Infernal Affairs


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Rating: R

Andy Lau as Lau Kin Ming
Tony Leung Chiu Wai as Chan Wing Yan
Anthony Wong Chau-Sang as SP Wong
Eric Tsang as Sam
Kelly Chen as Dr. Lee Sum Yee
Sammi Cheng as Mary
Edison Chen as Young Lau Kin Ming
Shawn Yue as Young Chan Wing Yan
Elva Hsiao as May
Man-chat To as Keung
Ka Tung Lam as Inspector B
Ting Yip Ng as Sir Inspector Cheung
Dion Lam as Del Piero
Wan Chi Keung as Officer Leung
Hui Kam Fung as Cadet School Principal

Special Features:
Alternate Ending

“Confidential File” — A Behind-The-Scenes Look At Infernal Affairs

The Making Of Infernal Affairs

International Trailer

Original Chinese Trailer

Other Info:
Widescreen (2.35:1)
Dolby Digital 5.1 Surround Sound
English and Spanish Subtitles
Running Time: 101 Minutes

This film was originally released in 2002. The following is the official description of the DVD:

“An award-winning crime thriller in the intense tradition of Heat and Reservoir Dogs … critics everywhere have hailed Infernal Affairs for its gritty action and international superstars. Chan Wing Yan (Tony Leung — Hero) is a hard-nosed veteran cop sent undercover to infiltrate the notorious Triad crime ring. An expert at bringing down violent syndicates, Chan thinks it’s going to be a routine mission. What he’s not prepared for is the discovery that the Triad’s boss (Eric Tsang — The Accidental Spy) has planted a mole (Andy Lau — The Legend of Drunken Master) in the police department … and now Chan is being hunted down. In this battle of wills, only one cop can win!”

This DVD is rated R for violence.

The Movie:
Simply put, Infernal Affairs is an Asian cop drama. It’s an elaborate game of cat and mouse between a mole in the police department and an undercover cop. If you like cop dramas, you’ll probably enjoy this. If you’re looking for a marital arts film, this isn’t it. There are a couple of gunfight scenes, but otherwise this film focuses more on drama than action. The story is a little far fetched at times, but otherwise it’s entertaining.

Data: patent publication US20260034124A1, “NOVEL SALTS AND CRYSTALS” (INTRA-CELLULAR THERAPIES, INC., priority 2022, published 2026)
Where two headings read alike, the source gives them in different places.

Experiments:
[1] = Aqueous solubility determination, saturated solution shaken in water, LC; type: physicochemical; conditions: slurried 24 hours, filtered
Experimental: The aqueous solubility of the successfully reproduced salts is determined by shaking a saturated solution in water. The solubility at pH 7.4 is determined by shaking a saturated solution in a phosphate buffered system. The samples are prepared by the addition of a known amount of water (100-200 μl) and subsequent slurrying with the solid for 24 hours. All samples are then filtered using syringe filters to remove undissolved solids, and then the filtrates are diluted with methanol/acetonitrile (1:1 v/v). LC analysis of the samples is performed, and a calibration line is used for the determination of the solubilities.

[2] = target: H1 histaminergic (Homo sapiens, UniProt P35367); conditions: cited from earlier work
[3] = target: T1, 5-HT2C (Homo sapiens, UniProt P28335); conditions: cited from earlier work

The acting seems OK to me. My Chinese is a bit rusty…and non-existent, but the actors seemed to play their roles with passion. The basic premise of the film offers a lot of emotional and tension filled scenes, so it’s just the kind of stuff that actor like to work with. The Chinese setting of the film also offers a beautiful and exotic backdrop for the tale.

In the end, Infernal Affairs wasn’t that bad. It wasn’t that great either, but I think it’s good entertainment for anyone looking for a cop drama with the twist of a different setting.

The Extras:
There are a few extras included on this DVD. All of them are in Chinese with subtitles. Here are the highlights:

Alternate Ending – In this alternate ending Andy Lau as Lau Kin Ming is caught at the end and charged with being the mole in the police department. This ending lacks the emotional impact of the other version and it seems to be a bit too abrupt of an ending to be satisfying.

“Confidential File” — A Behind-The-Scenes Look At Infernal Affairs – This is a series of behind the scenes clips shot during the making of the film. They show some bloopers, discussion about the plot, etc. They also show the actors interacting with the press. I was amazed to see just how popular they were.

The Making Of Infernal Affairs – This is your standard “making of” featurette with interviews with the cast and crew, behind the scenes footage, and clips from the film.

The Bottom Line:
If you like cop dramas, then you will probably like Infernal Affairs. The Chinese setting gives it a unique twist.